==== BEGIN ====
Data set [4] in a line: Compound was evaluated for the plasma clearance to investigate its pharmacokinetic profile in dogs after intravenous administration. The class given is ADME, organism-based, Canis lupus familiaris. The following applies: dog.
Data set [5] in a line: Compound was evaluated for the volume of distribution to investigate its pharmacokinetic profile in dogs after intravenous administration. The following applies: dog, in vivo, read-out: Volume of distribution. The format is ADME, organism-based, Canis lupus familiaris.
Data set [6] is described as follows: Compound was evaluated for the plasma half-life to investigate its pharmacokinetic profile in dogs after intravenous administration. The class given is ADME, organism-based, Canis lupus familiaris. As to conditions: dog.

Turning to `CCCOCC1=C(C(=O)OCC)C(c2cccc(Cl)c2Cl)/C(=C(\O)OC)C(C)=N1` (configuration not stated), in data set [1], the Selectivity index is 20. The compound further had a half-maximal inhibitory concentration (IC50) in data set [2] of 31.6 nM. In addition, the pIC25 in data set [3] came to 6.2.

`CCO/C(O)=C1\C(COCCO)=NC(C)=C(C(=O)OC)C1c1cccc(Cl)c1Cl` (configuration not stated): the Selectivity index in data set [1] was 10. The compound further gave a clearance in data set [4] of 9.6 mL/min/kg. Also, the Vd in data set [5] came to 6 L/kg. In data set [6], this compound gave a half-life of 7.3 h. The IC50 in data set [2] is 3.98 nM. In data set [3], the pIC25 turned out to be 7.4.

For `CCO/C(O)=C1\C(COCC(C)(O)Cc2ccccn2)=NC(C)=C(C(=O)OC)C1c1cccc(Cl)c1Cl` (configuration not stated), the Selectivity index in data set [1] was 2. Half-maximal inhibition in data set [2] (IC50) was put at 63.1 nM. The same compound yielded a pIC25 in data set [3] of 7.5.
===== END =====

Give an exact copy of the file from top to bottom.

Data set [4] in a line: Compound was evaluated for the plasma clearance to investigate its pharmacokinetic profile in dogs after intravenous administration. The class given is ADME, organism-based, Canis lupus familiaris. The following applies: dog.
Data set [5] in a line: Compound was evaluated for the volume of distribution to investigate its pharmacokinetic profile in dogs after intravenous administration. The following applies: dog, in vivo, read-out: Volume of distribution. The format is ADME, organism-based, Canis lupus familiaris.
Data set [6] is described as follows: Compound was evaluated for the plasma half-life to investigate its pharmacokinetic profile in dogs after intravenous administration. The class given is ADME, organism-based, Canis lupus familiaris. As to conditions: dog.

Turning to `CCCOCC1=C(C(=O)OCC)C(c2cccc(Cl)c2Cl)/C(=C(\O)OC)C(C)=N1` (configuration not stated), in data set [1], the Selectivity index is 20. The compound further had a half-maximal inhibitory concentration (IC50) in data set [2] of 31.6 nM. In addition, the pIC25 in data set [3] came to 6.2.

`CCO/C(O)=C1\C(COCCO)=NC(C)=C(C(=O)OC)C1c1cccc(Cl)c1Cl` (configuration not stated): the Selectivity index in data set [1] was 10. The compound further gave a clearance in data set [4] of 9.6 mL/min/kg. Also, the Vd in data set [5] came to 6 L/kg. In data set [6], this compound gave a half-life of 7.3 h. The IC50 in data set [2] is 3.98 nM. In data set [3], the pIC25 turned out to be 7.4.

For `CCO/C(O)=C1\C(COCC(C)(O)Cc2ccccn2)=NC(C)=C(C(=O)OC)C1c1cccc(Cl)c1Cl` (configuration not stated), the Selectivity index in data set [1] was 2. Half-maximal inhibition in data set [2] (IC50) was put at 63.1 nM. The same compound yielded a pIC25 in data set [3] of 7.5.